Tuesday 27 June 2017

GAA kicks for touch on illegal payments issue

DAMIAN LAWLOR

GAA director general Paraic Duffy's eagerly awaited report on illegal payments to managers was finally aired at a management committee meeting on Friday night.

But the controversial document, believed to have been amended from its original format, was not discussed or thrashed out any further at Croke Park yesterday morning where 32 county chairmen and secretaries gathered for a previously arranged meeting.

It was suggested that Duffy's recommendations could be aired at this event, but there was no mention of it.

"No there wasn't a sign of that report whatsoever and not a word about it," said one county board secretary.

"The meeting was over before 11.0am; it was actually just a regular summit looking into best practice and performance methods for secretaries and chairmen for the coming year. It had been arranged a long time back."

However, the controversial payments to managers file was top of the agenda at Friday night's management meeting -- almost two years after Duffy was first asked to compile it.

"Everyone is aware of what's been going on so there was nothing really shocking in it," one high-ranking official told the Sunday Independent.

"Despite all the speculation, there were no figures of any kind mentioned, but I suppose it highlighted what we already knew was happening and the urgency that's now needed.

"You'd want to be living on the moon if you didn't know what was going on with regard to managers receiving money these past few years, but it has proved so difficult to police and prove.

"That's why there will be no public comment for the time being until we develop the document further. We need to find solutions quickly."

The report will now be circulated to county board officers. It's likely that a task force will spend the next three months deciding on a course of action. They will report back to central council and GAA management.

"This matter will not go away, trust me, but it's going to take time to flesh out," another top-level source added. "The truth is there's no point in us rolling out this report and document until county boards are finally prepared to police the whole issue themselves. But perhaps the bigger problem lies at club level.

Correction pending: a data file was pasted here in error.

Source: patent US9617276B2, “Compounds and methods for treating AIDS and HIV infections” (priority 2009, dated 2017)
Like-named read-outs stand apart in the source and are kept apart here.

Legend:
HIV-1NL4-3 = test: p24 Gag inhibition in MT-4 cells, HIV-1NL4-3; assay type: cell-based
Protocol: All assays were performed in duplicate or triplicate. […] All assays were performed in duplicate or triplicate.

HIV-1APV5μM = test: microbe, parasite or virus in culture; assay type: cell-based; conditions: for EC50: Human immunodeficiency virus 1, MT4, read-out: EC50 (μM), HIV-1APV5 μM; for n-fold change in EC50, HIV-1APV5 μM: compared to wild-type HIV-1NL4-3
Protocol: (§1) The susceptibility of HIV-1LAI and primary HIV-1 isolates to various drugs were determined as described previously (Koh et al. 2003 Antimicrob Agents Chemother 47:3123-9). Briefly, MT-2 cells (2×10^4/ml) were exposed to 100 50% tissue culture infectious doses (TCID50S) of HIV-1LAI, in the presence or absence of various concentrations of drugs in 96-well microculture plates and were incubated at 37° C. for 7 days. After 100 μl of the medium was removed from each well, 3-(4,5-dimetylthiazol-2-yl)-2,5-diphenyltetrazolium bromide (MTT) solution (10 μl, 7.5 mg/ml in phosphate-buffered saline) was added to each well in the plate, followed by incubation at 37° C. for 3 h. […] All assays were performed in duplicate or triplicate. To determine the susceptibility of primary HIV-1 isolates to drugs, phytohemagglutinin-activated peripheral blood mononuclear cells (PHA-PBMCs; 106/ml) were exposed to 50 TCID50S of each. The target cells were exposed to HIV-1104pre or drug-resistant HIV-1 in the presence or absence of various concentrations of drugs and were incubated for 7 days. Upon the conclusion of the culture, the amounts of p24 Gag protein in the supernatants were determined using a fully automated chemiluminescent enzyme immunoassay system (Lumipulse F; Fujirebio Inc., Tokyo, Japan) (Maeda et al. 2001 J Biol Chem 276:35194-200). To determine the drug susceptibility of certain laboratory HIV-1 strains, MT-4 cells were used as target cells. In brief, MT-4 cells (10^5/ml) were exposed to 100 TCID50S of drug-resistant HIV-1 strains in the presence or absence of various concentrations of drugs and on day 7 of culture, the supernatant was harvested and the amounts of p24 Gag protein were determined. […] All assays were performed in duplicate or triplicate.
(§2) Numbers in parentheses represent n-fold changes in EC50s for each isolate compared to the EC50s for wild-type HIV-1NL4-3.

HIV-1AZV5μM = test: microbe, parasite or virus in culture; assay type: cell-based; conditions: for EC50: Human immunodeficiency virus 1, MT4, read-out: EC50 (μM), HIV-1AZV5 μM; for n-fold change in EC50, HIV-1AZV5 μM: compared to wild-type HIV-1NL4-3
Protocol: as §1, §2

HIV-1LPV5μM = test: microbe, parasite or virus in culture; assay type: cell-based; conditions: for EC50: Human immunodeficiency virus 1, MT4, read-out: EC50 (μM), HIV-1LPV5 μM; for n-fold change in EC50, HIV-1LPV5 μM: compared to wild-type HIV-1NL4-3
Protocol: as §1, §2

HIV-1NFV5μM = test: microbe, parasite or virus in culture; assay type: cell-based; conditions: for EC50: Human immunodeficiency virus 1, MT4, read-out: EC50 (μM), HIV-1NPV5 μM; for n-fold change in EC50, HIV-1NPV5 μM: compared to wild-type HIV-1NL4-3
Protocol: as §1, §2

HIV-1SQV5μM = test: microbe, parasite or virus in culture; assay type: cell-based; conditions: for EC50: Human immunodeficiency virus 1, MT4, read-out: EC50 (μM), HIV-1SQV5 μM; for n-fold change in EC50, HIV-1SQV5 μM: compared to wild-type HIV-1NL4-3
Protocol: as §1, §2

"The whole issue is simply a nightmare to deal with and we now have to decide how we ensure that the whole area is handled properly in the future. It's easy to come up with facile solutions but the bottom line is, do people still want us to be an amateur organisation?

"Dealing with managerial payments at inter-county level is one thing but doing the same at club level is a bigger challenge altogether. We can't do anything until all units are ready to adopt the same approach and that hasn't been the case."

In the past, there has been anecdotal evidence that some managers are earning between €30,000 and €50,000 per annum. This has prompted Duffy to suggest that the introduction of a tiered payment structure in addition to expenses could be the way forward.

Meanwhile, there was no official reaction on the claim in the Irish Independent that illegal payments are costing the GAA up to €15m per annum.

"It's the first time I've heard that figure mentioned," one high-ranking officer said.

"No figure has been disclosed in the report as far as I'm aware, but you could pull any figure out of the sky and attach it to this problem. It all depends on the size of the county, the resources at hand and the worsening state of affairs at club level. It will amount to a significant sum, no doubt about it, but how do you set about proving and controlling this flow of money?

"That's what we'll be using the next few months for. There's no point in rolling the report out until everyone is prepared to regulate managers fees."

Cult of the manager runs out of control, Page 8

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